My Mom is Wise

On LinkedIn the other day, Dan Galloway asked the question, ”

If you were given just one opportunity to speak in front of hundreds of people, what three life lessons would you want the audience to embed in their brains?

Good question, huh? So here is the response I wrote:

In no particular order:
1. If you don’t ask, the answer is always no. If you don’t try, you’ll always be where you are.
2. “You can do anything you want to do, you just have to face the consequences of your actions.” Facing consequences, be they good or bad, is one of the best attributes a leader or team member can have.
3. “You’re never too old (senior, important, junior, young, etc.) to learn.” The corollary to this is that you must listen to everyone, because you don’t know where you’re going to learn about that next great idea.”

 I wish I could say that I thought of these, but it was my very wise mom who came up with the answers.  In my class about Adult Learning Theory at Roosevelt University, we were talking about what makes someone wise. To paraphrase a Supreme Court Justice, I can’t define it, but I know it when I see it! Here’s a picture of my mom and dad on their 46th wedding anniversary…

Mom and Dad -- 46 years of marriage

Mom and Dad -- 46 years of marriage

So, those three “Life Lessons” that were pounded into my head. You can do anything you want to do, you just have to face the consequences of your actions. I was probably the only 3 year-old who would recite that on cue 🙂

 

Seriously, that was the start of my thinking. My mom taught me to think with that one sentence. I thought about it. I thought about making my little brother disappear. I realized that I could do it, but what would the consequences be? I would go to jail (mom was…and still is…very good at explaining and dispensing consequences), and I decided that I didn’t want to do that. I was thinking.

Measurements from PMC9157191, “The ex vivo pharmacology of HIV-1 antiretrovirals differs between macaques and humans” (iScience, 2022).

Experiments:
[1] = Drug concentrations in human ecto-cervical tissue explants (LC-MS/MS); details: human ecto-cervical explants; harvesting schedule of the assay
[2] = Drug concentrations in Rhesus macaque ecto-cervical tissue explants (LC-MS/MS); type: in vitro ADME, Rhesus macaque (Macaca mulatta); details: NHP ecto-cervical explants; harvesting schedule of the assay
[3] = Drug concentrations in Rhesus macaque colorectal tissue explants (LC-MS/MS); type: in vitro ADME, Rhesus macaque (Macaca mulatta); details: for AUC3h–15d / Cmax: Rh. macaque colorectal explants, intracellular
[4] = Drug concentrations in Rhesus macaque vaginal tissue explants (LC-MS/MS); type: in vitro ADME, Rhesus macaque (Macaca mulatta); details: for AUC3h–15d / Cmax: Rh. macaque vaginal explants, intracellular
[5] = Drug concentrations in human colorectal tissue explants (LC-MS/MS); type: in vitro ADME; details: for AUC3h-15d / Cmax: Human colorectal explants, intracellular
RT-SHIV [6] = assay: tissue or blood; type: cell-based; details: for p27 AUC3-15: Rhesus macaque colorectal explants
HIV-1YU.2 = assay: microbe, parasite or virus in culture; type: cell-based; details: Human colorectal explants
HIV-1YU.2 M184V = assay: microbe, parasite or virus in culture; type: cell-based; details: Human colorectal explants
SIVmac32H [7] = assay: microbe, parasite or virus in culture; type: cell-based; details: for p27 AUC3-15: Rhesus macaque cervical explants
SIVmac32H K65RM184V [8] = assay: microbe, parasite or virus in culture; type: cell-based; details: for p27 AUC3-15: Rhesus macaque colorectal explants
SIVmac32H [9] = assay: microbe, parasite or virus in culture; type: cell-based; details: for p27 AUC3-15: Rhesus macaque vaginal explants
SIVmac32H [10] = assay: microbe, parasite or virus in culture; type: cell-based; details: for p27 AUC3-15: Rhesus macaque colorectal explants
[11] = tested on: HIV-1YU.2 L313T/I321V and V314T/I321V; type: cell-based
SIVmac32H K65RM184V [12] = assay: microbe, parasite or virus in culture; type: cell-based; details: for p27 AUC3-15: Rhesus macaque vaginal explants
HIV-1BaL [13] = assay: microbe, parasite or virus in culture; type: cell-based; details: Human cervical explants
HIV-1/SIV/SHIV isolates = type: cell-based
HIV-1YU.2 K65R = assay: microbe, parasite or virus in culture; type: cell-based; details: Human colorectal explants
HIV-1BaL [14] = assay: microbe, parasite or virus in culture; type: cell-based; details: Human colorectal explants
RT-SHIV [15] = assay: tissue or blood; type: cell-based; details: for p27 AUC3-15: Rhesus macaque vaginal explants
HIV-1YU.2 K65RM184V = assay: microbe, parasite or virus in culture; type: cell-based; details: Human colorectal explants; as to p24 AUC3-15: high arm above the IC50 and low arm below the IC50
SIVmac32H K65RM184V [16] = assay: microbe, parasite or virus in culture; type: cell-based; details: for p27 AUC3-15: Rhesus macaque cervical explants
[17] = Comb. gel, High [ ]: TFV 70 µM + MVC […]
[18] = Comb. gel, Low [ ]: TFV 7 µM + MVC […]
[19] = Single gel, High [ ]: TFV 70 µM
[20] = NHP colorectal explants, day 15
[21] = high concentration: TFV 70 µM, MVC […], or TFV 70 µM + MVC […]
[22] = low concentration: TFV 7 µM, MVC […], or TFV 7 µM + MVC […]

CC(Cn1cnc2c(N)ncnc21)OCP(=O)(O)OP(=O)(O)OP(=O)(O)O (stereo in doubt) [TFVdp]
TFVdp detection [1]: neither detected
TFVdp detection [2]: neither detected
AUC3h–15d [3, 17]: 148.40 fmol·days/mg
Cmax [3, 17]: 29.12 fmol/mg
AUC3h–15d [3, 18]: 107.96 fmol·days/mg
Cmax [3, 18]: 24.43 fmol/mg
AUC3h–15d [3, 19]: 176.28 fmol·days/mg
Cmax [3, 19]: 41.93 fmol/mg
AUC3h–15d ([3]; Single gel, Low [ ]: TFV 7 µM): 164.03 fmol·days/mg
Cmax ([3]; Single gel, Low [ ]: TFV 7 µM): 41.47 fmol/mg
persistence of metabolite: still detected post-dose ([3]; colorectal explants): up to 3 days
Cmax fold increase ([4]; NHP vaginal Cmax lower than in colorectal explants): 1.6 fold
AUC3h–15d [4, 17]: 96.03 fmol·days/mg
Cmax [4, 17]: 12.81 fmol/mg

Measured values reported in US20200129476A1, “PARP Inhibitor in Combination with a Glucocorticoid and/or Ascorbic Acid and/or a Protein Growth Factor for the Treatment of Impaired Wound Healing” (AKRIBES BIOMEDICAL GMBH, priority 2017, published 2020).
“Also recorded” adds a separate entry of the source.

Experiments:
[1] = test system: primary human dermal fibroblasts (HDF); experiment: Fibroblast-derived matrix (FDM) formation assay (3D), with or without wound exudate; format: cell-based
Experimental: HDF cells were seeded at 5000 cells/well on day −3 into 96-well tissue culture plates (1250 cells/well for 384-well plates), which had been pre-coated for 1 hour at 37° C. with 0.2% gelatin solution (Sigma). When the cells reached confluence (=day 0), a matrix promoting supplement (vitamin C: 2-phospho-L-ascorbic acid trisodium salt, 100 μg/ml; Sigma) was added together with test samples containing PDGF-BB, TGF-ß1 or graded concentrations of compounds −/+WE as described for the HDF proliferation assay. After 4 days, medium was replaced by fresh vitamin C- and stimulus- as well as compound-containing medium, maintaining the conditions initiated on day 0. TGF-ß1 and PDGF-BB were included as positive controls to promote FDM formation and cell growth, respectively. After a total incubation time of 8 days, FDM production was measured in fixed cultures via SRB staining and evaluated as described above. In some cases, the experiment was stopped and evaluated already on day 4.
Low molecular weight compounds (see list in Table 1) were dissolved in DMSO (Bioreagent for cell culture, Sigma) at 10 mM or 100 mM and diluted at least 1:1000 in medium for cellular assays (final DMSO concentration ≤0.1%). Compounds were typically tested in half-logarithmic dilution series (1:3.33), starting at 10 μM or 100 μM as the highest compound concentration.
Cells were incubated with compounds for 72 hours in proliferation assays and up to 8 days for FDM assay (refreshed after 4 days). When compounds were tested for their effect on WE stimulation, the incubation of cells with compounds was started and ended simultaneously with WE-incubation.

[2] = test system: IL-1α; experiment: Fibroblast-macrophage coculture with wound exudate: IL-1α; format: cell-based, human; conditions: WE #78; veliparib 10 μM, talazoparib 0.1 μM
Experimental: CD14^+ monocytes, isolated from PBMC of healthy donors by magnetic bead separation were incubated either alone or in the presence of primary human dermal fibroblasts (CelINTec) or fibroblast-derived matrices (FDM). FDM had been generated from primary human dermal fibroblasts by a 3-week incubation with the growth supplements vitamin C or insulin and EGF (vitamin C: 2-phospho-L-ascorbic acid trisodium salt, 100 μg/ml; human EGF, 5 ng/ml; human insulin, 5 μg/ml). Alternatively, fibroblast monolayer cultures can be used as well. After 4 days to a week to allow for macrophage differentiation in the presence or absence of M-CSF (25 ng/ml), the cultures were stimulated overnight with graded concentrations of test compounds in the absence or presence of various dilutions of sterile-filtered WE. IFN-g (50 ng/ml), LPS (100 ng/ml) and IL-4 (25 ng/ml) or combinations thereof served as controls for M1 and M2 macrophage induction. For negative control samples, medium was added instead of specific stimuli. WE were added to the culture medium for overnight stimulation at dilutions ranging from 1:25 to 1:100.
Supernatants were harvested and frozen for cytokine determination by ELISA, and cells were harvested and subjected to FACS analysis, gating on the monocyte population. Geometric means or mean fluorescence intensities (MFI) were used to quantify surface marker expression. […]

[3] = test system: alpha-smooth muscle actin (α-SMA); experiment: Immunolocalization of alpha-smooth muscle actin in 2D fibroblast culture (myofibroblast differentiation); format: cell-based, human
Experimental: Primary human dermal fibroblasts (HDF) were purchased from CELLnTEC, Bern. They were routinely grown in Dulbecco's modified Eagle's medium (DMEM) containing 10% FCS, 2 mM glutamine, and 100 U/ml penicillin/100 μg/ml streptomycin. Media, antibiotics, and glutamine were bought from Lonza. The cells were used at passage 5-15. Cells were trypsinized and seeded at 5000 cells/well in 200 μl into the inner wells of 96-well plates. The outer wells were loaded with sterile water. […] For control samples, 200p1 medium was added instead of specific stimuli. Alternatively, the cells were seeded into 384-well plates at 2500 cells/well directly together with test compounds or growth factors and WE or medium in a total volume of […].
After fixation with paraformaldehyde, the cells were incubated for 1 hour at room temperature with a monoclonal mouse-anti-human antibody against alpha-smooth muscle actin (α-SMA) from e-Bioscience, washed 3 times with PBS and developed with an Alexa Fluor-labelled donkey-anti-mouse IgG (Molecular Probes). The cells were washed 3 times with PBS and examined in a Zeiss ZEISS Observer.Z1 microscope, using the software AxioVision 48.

So, how can I apply that to my learning courses? You can do anything you want to do, you just have to face the consequences of your actions…in corporate america. Of course, if you don’t listen/learn/participate, you won’t be able to do your job, and the consequence could be termination. But what I really want to get to is making my learners think, not just sit on their backsides and wait for the class to be over. Think about the consequences of using whatever it is I’m teaching, or not using what I’m teaching. That’s really the point of corporate training, isn’t it? I mean, imagine the possibilities if we can get them to think about using whatever it is we’re teaching! Imagine the feedback to the organization if they decide not to use it…the reasons they could give, and issues/concerns/problems they could unearth. Of course, acting on those is a different topic altogether!  

hmmm. If my learners truly think about my subject, then I feel they should be allowed the luxury of deciding for themselves if they will use what I’m teaching or not. After all, they’re adults. As long as they fully understand the consequences of it, good or bad. Right? Or wrong?

About Tricia Ransom

Patricia Ransom: wife, daughter, friend. Learning, laughing, living. Chicago, Illinois, downstate. Townie, urbanite, traveller. Note: The opinions expressed on this blog belong solely to me and should not be assumed to reflect the opinions of any of my employers past, current, or future.
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